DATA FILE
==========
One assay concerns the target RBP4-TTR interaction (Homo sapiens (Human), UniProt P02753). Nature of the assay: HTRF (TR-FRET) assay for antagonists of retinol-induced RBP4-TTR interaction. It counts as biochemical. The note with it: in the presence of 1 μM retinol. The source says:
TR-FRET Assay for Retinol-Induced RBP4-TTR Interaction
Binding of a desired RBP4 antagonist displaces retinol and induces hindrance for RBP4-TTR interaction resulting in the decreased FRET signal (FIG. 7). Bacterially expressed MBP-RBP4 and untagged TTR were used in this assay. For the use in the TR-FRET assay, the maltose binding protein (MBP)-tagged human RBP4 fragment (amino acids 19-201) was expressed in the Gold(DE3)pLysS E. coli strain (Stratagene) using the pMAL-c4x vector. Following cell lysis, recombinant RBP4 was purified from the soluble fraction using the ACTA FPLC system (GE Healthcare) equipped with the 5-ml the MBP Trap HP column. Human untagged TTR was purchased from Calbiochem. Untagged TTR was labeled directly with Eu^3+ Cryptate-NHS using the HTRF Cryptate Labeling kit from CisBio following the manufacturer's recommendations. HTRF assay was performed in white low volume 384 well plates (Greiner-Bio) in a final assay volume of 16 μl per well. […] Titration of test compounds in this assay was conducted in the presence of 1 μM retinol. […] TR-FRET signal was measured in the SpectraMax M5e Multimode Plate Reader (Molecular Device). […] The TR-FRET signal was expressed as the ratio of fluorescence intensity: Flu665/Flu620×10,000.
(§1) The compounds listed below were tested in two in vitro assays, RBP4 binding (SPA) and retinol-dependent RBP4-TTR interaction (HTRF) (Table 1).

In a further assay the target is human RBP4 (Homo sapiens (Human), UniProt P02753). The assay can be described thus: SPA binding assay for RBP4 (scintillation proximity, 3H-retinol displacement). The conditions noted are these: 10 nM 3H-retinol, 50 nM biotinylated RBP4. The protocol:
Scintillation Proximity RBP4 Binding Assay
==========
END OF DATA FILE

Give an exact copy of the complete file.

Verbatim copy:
One assay concerns the target RBP4-TTR interaction (Homo sapiens (Human), UniProt P02753). Nature of the assay: HTRF (TR-FRET) assay for antagonists of retinol-induced RBP4-TTR interaction. It counts as biochemical. The note with it: in the presence of 1 μM retinol. The source says:
TR-FRET Assay for Retinol-Induced RBP4-TTR Interaction
Binding of a desired RBP4 antagonist displaces retinol and induces hindrance for RBP4-TTR interaction resulting in the decreased FRET signal (FIG. 7). Bacterially expressed MBP-RBP4 and untagged TTR were used in this assay. For the use in the TR-FRET assay, the maltose binding protein (MBP)-tagged human RBP4 fragment (amino acids 19-201) was expressed in the Gold(DE3)pLysS E. coli strain (Stratagene) using the pMAL-c4x vector. Following cell lysis, recombinant RBP4 was purified from the soluble fraction using the ACTA FPLC system (GE Healthcare) equipped with the 5-ml the MBP Trap HP column. Human untagged TTR was purchased from Calbiochem. Untagged TTR was labeled directly with Eu^3+ Cryptate-NHS using the HTRF Cryptate Labeling kit from CisBio following the manufacturer's recommendations. HTRF assay was performed in white low volume 384 well plates (Greiner-Bio) in a final assay volume of 16 μl per well. […] Titration of test compounds in this assay was conducted in the presence of 1 μM retinol. […] TR-FRET signal was measured in the SpectraMax M5e Multimode Plate Reader (Molecular Device). […] The TR-FRET signal was expressed as the ratio of fluorescence intensity: Flu665/Flu620×10,000.
(§1) The compounds listed below were tested in two in vitro assays, RBP4 binding (SPA) and retinol-dependent RBP4-TTR interaction (HTRF) (Table 1).

In a further assay the target is human RBP4 (Homo sapiens (Human), UniProt P02753). The assay can be described thus: SPA binding assay for RBP4 (scintillation proximity, 3H-retinol displacement). The conditions noted are these: 10 nM 3H-retinol, 50 nM biotinylated RBP4. The protocol:
Scintillation Proximity RBP4 Binding Assay